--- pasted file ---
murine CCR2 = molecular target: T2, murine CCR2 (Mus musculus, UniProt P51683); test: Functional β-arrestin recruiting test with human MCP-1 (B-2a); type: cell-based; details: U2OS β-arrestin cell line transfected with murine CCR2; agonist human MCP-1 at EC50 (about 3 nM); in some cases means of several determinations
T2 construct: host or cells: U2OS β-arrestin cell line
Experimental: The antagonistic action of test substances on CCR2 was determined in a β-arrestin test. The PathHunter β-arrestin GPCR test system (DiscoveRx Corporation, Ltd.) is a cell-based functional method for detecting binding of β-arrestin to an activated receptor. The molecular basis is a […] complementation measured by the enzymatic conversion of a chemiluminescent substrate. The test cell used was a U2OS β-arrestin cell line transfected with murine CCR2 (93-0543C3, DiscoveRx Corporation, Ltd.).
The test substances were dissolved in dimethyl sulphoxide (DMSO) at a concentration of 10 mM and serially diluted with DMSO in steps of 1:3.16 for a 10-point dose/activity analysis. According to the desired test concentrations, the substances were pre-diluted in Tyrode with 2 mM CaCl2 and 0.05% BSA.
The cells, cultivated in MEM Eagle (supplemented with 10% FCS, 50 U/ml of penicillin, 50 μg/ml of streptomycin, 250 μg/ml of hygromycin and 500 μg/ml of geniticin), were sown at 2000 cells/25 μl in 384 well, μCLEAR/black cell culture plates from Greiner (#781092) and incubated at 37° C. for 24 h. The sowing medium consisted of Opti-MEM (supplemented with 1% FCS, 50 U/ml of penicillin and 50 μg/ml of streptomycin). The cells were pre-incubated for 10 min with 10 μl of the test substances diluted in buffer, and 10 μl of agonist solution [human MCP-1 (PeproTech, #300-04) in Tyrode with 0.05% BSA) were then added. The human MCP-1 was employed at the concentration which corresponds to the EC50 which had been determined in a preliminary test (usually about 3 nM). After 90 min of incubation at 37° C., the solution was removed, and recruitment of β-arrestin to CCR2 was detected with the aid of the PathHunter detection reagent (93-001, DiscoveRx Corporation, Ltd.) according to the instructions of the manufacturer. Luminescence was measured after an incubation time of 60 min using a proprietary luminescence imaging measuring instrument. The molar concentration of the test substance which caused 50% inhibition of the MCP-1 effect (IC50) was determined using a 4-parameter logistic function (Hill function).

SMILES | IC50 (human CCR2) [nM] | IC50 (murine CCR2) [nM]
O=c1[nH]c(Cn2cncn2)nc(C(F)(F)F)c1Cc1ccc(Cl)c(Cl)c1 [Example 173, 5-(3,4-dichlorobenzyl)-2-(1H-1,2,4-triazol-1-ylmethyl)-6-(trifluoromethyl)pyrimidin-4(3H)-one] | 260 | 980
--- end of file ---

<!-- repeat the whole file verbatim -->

murine CCR2 = molecular target: T2, murine CCR2 (Mus musculus, UniProt P51683); test: Functional β-arrestin recruiting test with human MCP-1 (B-2a); type: cell-based; details: U2OS β-arrestin cell line transfected with murine CCR2; agonist human MCP-1 at EC50 (about 3 nM); in some cases means of several determinations
T2 construct: host or cells: U2OS β-arrestin cell line
Experimental: The antagonistic action of test substances on CCR2 was determined in a β-arrestin test. The PathHunter β-arrestin GPCR test system (DiscoveRx Corporation, Ltd.) is a cell-based functional method for detecting binding of β-arrestin to an activated receptor. The molecular basis is a […] complementation measured by the enzymatic conversion of a chemiluminescent substrate. The test cell used was a U2OS β-arrestin cell line transfected with murine CCR2 (93-0543C3, DiscoveRx Corporation, Ltd.).
The test substances were dissolved in dimethyl sulphoxide (DMSO) at a concentration of 10 mM and serially diluted with DMSO in steps of 1:3.16 for a 10-point dose/activity analysis. According to the desired test concentrations, the substances were pre-diluted in Tyrode with 2 mM CaCl2 and 0.05% BSA.
The cells, cultivated in MEM Eagle (supplemented with 10% FCS, 50 U/ml of penicillin, 50 μg/ml of streptomycin, 250 μg/ml of hygromycin and 500 μg/ml of geniticin), were sown at 2000 cells/25 μl in 384 well, μCLEAR/black cell culture plates from Greiner (#781092) and incubated at 37° C. for 24 h. The sowing medium consisted of Opti-MEM (supplemented with 1% FCS, 50 U/ml of penicillin and 50 μg/ml of streptomycin). The cells were pre-incubated for 10 min with 10 μl of the test substances diluted in buffer, and 10 μl of agonist solution [human MCP-1 (PeproTech, #300-04) in Tyrode with 0.05% BSA) were then added. The human MCP-1 was employed at the concentration which corresponds to the EC50 which had been determined in a preliminary test (usually about 3 nM). After 90 min of incubation at 37° C., the solution was removed, and recruitment of β-arrestin to CCR2 was detected with the aid of the PathHunter detection reagent (93-001, DiscoveRx Corporation, Ltd.) according to the instructions of the manufacturer. Luminescence was measured after an incubation time of 60 min using a proprietary luminescence imaging measuring instrument. The molar concentration of the test substance which caused 50% inhibition of the MCP-1 effect (IC50) was determined using a 4-parameter logistic function (Hill function).

SMILES | IC50 (human CCR2) [nM] | IC50 (murine CCR2) [nM]
O=c1[nH]c(Cn2cncn2)nc(C(F)(F)F)c1Cc1ccc(Cl)c(Cl)c1 [Example 173, 5-(3,4-dichlorobenzyl)-2-(1H-1,2,4-triazol-1-ylmethyl)-6-(trifluoromethyl)pyrimidin-4(3H)-one] | 260 | 980